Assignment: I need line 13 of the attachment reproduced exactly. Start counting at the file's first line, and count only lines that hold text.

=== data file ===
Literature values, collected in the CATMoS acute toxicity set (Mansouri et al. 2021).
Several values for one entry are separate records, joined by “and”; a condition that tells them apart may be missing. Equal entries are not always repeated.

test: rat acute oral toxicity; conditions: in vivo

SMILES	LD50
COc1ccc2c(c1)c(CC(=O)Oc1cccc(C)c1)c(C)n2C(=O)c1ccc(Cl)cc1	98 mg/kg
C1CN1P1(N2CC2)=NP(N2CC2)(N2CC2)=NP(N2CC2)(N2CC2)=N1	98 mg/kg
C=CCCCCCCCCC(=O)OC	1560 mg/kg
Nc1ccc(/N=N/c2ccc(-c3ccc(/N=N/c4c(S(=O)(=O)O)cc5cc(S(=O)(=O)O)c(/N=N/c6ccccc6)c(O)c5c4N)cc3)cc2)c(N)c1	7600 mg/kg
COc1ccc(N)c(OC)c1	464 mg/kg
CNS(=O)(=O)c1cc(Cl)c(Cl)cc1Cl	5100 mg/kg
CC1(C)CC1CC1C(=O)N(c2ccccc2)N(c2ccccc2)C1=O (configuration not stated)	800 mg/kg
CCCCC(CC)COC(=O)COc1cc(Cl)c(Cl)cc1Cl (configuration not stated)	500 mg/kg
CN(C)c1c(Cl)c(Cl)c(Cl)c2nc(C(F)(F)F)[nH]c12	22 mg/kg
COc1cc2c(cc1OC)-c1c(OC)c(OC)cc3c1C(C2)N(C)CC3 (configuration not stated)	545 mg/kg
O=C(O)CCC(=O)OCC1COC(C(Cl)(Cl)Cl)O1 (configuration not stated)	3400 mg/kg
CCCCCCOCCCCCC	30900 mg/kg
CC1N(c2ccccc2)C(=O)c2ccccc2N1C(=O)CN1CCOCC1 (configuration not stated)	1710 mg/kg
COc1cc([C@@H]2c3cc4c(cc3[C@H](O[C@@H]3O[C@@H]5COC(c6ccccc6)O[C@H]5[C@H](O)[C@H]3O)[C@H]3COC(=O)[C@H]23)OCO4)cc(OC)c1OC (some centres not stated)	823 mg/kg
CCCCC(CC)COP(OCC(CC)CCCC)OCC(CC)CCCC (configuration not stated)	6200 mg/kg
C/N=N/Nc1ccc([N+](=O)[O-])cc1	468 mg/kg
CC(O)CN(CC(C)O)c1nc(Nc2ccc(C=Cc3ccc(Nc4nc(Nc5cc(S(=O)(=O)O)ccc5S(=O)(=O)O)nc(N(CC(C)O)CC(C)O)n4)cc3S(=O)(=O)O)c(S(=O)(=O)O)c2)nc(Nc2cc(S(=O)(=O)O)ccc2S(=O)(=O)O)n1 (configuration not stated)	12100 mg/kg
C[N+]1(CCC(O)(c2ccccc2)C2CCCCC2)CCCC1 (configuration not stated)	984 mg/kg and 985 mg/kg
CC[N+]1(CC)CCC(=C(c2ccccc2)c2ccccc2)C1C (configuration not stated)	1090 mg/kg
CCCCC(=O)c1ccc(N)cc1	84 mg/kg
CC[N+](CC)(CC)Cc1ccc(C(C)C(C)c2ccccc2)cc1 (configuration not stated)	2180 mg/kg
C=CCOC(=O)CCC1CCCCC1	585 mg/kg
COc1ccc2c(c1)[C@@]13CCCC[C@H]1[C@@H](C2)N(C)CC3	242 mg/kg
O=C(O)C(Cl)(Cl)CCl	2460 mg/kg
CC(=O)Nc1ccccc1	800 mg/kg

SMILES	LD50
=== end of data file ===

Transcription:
CN(C)c1c(Cl)c(Cl)c(Cl)c2nc(C(F)(F)F)[nH]c12	22 mg/kg